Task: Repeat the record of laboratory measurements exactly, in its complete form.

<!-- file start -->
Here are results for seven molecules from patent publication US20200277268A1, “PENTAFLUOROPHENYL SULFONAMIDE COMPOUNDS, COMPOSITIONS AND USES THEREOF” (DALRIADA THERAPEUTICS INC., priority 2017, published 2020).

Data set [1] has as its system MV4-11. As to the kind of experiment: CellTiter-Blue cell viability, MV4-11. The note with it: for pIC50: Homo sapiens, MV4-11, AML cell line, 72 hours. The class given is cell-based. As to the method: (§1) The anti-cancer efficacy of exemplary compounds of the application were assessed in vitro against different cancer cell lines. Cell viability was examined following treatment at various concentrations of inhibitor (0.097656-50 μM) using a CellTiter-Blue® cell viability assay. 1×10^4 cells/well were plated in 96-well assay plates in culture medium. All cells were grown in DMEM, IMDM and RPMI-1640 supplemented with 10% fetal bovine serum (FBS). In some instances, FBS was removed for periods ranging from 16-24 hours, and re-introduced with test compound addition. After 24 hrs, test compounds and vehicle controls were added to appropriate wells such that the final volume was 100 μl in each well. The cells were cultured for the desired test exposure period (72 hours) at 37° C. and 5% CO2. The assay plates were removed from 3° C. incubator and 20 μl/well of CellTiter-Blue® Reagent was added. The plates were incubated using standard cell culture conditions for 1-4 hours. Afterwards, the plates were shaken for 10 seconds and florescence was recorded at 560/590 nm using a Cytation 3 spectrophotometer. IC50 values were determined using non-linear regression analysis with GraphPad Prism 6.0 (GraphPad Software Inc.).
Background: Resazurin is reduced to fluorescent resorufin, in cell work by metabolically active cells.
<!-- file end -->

Here are results for seven molecules from patent publication US20200277268A1, “PENTAFLUOROPHENYL SULFONAMIDE COMPOUNDS, COMPOSITIONS AND USES THEREOF” (DALRIADA THERAPEUTICS INC., priority 2017, published 2020).

Data set [1] has as its system MV4-11. As to the kind of experiment: CellTiter-Blue cell viability, MV4-11. The note with it: for pIC50: Homo sapiens, MV4-11, AML cell line, 72 hours. The class given is cell-based. As to the method: (§1) The anti-cancer efficacy of exemplary compounds of the application were assessed in vitro against different cancer cell lines. Cell viability was examined following treatment at various concentrations of inhibitor (0.097656-50 μM) using a CellTiter-Blue® cell viability assay. 1×10^4 cells/well were plated in 96-well assay plates in culture medium. All cells were grown in DMEM, IMDM and RPMI-1640 supplemented with 10% fetal bovine serum (FBS). In some instances, FBS was removed for periods ranging from 16-24 hours, and re-introduced with test compound addition. After 24 hrs, test compounds and vehicle controls were added to appropriate wells such that the final volume was 100 μl in each well. The cells were cultured for the desired test exposure period (72 hours) at 37° C. and 5% CO2. The assay plates were removed from 3° C. incubator and 20 μl/well of CellTiter-Blue® Reagent was added. The plates were incubated using standard cell culture conditions for 1-4 hours. Afterwards, the plates were shaken for 10 seconds and florescence was recorded at 560/590 nm using a Cytation 3 spectrophotometer. IC50 values were determined using non-linear regression analysis with GraphPad Prism 6.0 (GraphPad Software Inc.).
Background: Resazurin is reduced to fluorescent resorufin, in cell work by metabolically active cells.